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  1. #1
    Senior Member Robopop's Avatar
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    Default Did quantum fluctuations cause the big bang

    For many years I have thought about what role quantum mechanics played in the creation of our universe, as many physicist think that quantum fluctuations caused the big bang.

    I have the idea that even quantum effects has to have spacetime for it to exist. When physicist say nothing existed before the big bang, they really mean nothing at all. We can't even think or wonder about nothingness because our brains work IN spacetime and we can only think in terms of cause and effect. It seems to me that without spacetime, even quantum physics becomes meaningless to explain the sudden appearance of the universe from a singularity. I don't think we can use quantum physics alone to explain something which came from nothing. Now I know there are alot of other alternative theories like string theory and the many worlds idea of quantum physics, but the idea of true nothingness interests me the most.

    Who really knows what the universe is really like. I think the further we explore our universe, the harder it is going to be for us to match or picture it to our experiences. I think we are on but the surface of a BIG ocean.

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    Quote Originally Posted by Robopop View Post
    Who really knows what the universe is really like. I think the further we explore our universe, the harder it is going to be for us to match or picture it to our experiences. I think we are on but the surface of a BIG ocean.
    The quantum is the smallest anything can be, and as we are much, much bigger, we only intuitively understand things our size.

    So we can only understand the quantum counter-intuitively using mathematics. So of course it makes no intuitive sense to us.

    The same with the universe which is as big as anything can be, and is much, much bigger than us, so we can only understand the universe counter-intuitively using general relativity.

    So for 200,000 years we have understood the world intuitively but all of a sudden in the 17th, 18th, 19th and 20th Centuries we started to think counter-intuitively, not only in quantum mechanics and general relativity, but also in politics, economics, biology and science in general.

    This is so extraordinary we can't help wondering why.

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    What is, is. Arthur Schopenhauer's Avatar
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    Quote Originally Posted by Robopop View Post
    When physicist say nothing existed before the big bang, they really mean nothing at all.
    From what I understand, that's wrong.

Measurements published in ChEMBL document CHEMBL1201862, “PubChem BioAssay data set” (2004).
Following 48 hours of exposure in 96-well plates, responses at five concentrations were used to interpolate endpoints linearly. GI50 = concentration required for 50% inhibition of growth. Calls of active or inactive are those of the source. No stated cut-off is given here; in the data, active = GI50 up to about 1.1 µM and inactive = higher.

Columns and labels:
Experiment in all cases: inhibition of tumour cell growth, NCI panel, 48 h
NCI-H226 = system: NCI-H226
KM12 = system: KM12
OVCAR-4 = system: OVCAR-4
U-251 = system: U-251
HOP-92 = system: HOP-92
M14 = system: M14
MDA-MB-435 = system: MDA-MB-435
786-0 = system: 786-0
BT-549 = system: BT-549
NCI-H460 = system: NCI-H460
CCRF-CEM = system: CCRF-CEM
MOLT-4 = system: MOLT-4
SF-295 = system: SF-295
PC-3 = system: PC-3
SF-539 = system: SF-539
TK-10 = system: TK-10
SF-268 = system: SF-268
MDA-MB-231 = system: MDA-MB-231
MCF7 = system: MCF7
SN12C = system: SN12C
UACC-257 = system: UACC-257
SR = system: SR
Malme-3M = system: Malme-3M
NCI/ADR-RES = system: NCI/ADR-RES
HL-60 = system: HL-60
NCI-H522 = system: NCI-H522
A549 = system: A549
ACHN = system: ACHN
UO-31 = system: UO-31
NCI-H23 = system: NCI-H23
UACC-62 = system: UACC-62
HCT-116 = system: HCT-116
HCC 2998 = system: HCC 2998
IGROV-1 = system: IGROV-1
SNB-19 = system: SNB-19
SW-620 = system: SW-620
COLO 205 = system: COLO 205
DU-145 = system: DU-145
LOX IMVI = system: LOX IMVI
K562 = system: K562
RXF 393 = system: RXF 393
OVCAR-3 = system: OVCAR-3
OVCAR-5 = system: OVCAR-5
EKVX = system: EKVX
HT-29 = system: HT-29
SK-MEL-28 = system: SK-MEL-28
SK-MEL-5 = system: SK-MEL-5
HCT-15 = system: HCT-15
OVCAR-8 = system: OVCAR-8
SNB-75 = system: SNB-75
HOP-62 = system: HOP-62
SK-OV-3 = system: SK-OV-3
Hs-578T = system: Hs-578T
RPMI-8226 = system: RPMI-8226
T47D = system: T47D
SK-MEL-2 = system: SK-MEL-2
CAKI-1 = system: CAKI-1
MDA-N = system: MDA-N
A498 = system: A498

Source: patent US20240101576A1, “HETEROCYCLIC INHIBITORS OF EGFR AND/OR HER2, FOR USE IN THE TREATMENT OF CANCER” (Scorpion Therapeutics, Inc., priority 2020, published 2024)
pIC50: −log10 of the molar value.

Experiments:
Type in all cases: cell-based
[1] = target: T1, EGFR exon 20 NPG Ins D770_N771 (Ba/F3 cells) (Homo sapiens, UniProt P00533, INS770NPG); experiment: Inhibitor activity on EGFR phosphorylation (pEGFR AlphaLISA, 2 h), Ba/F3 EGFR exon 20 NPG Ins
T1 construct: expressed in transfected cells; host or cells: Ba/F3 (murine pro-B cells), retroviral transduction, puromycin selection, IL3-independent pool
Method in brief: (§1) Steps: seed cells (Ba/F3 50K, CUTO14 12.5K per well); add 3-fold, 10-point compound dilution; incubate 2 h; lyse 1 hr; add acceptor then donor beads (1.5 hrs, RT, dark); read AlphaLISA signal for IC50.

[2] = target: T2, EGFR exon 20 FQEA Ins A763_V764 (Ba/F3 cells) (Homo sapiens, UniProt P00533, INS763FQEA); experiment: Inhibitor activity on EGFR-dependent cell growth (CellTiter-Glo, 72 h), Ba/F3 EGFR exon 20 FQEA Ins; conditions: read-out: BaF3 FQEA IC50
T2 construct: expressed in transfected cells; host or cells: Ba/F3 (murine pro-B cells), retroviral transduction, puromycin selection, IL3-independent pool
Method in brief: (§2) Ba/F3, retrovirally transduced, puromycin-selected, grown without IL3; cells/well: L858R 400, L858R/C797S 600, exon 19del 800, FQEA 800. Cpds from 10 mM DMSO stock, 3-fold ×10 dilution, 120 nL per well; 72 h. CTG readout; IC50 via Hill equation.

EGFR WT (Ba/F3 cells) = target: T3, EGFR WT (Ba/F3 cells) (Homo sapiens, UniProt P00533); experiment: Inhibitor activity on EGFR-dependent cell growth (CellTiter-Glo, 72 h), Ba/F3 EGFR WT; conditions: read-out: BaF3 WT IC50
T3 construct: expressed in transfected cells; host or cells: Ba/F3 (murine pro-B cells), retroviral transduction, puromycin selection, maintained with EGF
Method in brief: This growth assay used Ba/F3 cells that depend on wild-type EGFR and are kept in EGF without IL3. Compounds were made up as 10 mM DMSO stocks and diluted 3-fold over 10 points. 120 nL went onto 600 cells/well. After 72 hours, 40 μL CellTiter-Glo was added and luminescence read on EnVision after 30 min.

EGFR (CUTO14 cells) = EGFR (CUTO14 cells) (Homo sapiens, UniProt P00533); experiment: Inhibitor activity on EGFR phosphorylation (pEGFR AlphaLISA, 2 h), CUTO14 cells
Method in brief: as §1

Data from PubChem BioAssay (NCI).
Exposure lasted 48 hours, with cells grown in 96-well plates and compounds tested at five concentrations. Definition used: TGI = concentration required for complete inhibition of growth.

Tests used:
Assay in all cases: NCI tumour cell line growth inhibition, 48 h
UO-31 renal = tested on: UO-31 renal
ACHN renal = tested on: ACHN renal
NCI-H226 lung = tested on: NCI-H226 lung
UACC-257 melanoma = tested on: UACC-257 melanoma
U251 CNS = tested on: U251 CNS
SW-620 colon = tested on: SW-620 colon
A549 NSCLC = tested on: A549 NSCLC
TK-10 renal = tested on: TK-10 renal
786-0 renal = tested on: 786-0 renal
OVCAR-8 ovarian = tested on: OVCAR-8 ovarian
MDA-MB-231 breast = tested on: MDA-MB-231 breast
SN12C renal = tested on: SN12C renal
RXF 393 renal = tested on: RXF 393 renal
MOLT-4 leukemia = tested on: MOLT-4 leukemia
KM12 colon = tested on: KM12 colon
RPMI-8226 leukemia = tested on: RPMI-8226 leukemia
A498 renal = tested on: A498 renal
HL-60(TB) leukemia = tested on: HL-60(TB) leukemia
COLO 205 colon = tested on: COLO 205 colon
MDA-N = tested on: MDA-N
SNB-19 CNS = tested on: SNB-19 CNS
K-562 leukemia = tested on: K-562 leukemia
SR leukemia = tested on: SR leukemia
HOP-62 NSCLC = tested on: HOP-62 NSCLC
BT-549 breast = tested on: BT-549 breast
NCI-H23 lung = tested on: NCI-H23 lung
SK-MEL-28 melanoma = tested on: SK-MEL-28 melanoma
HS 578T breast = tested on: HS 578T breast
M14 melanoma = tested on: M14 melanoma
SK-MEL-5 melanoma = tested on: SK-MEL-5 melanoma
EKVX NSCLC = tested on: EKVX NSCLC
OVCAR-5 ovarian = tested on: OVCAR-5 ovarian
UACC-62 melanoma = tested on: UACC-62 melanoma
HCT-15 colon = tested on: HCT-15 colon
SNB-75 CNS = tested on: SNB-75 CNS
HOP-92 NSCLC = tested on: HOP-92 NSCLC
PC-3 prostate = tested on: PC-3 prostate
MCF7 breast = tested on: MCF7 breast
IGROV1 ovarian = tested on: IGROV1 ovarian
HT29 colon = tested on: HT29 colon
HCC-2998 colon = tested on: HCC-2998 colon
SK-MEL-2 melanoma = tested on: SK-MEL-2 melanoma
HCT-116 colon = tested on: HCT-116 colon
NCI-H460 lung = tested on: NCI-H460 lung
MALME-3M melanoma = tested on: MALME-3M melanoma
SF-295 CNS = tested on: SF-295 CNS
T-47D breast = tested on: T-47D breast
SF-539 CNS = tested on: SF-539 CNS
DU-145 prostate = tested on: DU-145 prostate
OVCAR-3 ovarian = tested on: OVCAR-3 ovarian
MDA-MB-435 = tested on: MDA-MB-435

INTJ | 5w4 - Sp/Sx/So | 5-4-(9/1) | RLoEI | Melancholic-Choleric | Johari & Nohari

    This will not end well...
    But it will at least be poetic, I suppose...

    Hmm... But what if it does end well?
    Then I suppose it will be a different sort of poetry, a preferable sort...
    A sort I could become accustomed to...



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    Senior Member Robopop's Avatar
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    Well the opinion amoung physicist is varied, but some physicist DO think there was nothing before the big bang because all that exist is contained within spacetime. Some physicist also think time itself did not have a beginning but disolves into quantum foam once you get to the instant the big bang happened.

    I do not personally believe this and I try to keep an open mind on this because really, there probalby is no way to know what caused the big bang with any good amount of certainty. But physcist can get indirect evidence, like with experiments being conducted at the large hardon collider.

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    Senior Member wildcat's Avatar
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    Quote Originally Posted by Robopop View Post
    For many years I have thought about what role quantum mechanics played in the creation of our universe, as many physicist think that quantum fluctuations caused the big bang.

    I have the idea that even quantum effects has to have spacetime for it to exist. When physicist say nothing existed before the big bang, they really mean nothing at all. We can't even think or wonder about nothingness because our brains work IN spacetime and we can only think in terms of cause and effect. It seems to me that without spacetime, even quantum physics becomes meaningless to explain the sudden appearance of the universe from a singularity. I don't think we can use quantum physics alone to explain something which came from nothing. Now I know there are alot of other alternative theories like string theory and the many worlds idea of quantum physics, but the idea of true nothingness interests me the most.

    Who really knows what the universe is really like. I think the further we explore our universe, the harder it is going to be for us to match or picture it to our experiences. I think we are on but the surface of a BIG ocean.
    Space is of spacetime. Vacuum does not event. Outside does not place.

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    Courage is immortality Valiant's Avatar
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    The most incomprehensible things are often the most true. That first led me to believe that the hypothesis of nothingness might hold some water.